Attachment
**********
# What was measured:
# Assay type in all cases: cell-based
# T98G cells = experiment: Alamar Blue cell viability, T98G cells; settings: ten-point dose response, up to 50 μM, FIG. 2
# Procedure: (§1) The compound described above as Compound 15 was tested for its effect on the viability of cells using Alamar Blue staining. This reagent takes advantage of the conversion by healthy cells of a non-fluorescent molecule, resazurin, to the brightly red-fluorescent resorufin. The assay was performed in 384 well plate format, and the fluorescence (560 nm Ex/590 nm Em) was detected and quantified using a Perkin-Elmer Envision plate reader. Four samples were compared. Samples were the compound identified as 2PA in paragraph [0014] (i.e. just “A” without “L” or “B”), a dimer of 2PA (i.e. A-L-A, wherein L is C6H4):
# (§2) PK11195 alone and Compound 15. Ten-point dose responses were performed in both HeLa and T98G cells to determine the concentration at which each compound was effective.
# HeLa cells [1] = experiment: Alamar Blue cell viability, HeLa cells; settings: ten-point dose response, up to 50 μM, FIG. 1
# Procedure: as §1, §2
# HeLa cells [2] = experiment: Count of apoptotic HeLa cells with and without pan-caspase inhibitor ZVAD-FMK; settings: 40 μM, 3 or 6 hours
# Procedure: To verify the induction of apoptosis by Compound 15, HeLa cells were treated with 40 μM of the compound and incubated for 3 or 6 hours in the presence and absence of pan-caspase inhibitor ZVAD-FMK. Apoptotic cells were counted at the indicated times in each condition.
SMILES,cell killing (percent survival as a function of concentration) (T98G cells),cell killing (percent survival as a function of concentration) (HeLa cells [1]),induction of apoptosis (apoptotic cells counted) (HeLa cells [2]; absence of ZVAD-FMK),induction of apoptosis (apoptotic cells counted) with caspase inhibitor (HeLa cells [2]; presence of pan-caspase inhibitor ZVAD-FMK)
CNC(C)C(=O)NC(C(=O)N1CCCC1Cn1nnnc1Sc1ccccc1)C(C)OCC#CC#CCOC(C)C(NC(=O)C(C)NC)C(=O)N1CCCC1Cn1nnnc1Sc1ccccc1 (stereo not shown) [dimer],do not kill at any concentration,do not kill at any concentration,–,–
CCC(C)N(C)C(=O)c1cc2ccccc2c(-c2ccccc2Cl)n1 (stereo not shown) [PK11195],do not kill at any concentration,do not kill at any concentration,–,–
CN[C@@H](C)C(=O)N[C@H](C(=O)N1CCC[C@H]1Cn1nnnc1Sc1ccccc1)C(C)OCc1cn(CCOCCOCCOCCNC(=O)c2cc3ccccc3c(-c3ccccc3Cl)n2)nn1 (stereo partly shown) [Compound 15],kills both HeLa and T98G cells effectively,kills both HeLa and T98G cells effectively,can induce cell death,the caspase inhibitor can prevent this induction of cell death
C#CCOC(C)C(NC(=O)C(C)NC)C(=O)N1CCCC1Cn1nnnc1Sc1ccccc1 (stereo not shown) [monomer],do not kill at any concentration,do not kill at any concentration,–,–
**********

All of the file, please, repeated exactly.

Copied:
# What was measured:
# Assay type in all cases: cell-based
# T98G cells = experiment: Alamar Blue cell viability, T98G cells; settings: ten-point dose response, up to 50 μM, FIG. 2
# Procedure: (§1) The compound described above as Compound 15 was tested for its effect on the viability of cells using Alamar Blue staining. This reagent takes advantage of the conversion by healthy cells of a non-fluorescent molecule, resazurin, to the brightly red-fluorescent resorufin. The assay was performed in 384 well plate format, and the fluorescence (560 nm Ex/590 nm Em) was detected and quantified using a Perkin-Elmer Envision plate reader. Four samples were compared. Samples were the compound identified as 2PA in paragraph [0014] (i.e. just “A” without “L” or “B”), a dimer of 2PA (i.e. A-L-A, wherein L is C6H4):
# (§2) PK11195 alone and Compound 15. Ten-point dose responses were performed in both HeLa and T98G cells to determine the concentration at which each compound was effective.
# HeLa cells [1] = experiment: Alamar Blue cell viability, HeLa cells; settings: ten-point dose response, up to 50 μM, FIG. 1
# Procedure: as §1, §2
# HeLa cells [2] = experiment: Count of apoptotic HeLa cells with and without pan-caspase inhibitor ZVAD-FMK; settings: 40 μM, 3 or 6 hours
# Procedure: To verify the induction of apoptosis by Compound 15, HeLa cells were treated with 40 μM of the compound and incubated for 3 or 6 hours in the presence and absence of pan-caspase inhibitor ZVAD-FMK. Apoptotic cells were counted at the indicated times in each condition.
SMILES,cell killing (percent survival as a function of concentration) (T98G cells),cell killing (percent survival as a function of concentration) (HeLa cells [1]),induction of apoptosis (apoptotic cells counted) (HeLa cells [2]; absence of ZVAD-FMK),induction of apoptosis (apoptotic cells counted) with caspase inhibitor (HeLa cells [2]; presence of pan-caspase inhibitor ZVAD-FMK)
CNC(C)C(=O)NC(C(=O)N1CCCC1Cn1nnnc1Sc1ccccc1)C(C)OCC#CC#CCOC(C)C(NC(=O)C(C)NC)C(=O)N1CCCC1Cn1nnnc1Sc1ccccc1 (stereo not shown) [dimer],do not kill at any concentration,do not kill at any concentration,–,–
CCC(C)N(C)C(=O)c1cc2ccccc2c(-c2ccccc2Cl)n1 (stereo not shown) [PK11195],do not kill at any concentration,do not kill at any concentration,–,–
CN[C@@H](C)C(=O)N[C@H](C(=O)N1CCC[C@H]1Cn1nnnc1Sc1ccccc1)C(C)OCc1cn(CCOCCOCCOCCNC(=O)c2cc3ccccc3c(-c3ccccc3Cl)n2)nn1 (stereo partly shown) [Compound 15],kills both HeLa and T98G cells effectively,kills both HeLa and T98G cells effectively,can induce cell death,the caspase inhibitor can prevent this induction of cell death
C#CCOC(C)C(NC(=O)C(C)NC)C(=O)N1CCCC1Cn1nnnc1Sc1ccccc1 (stereo not shown) [monomer],do not kill at any concentration,do not kill at any concentration,–,–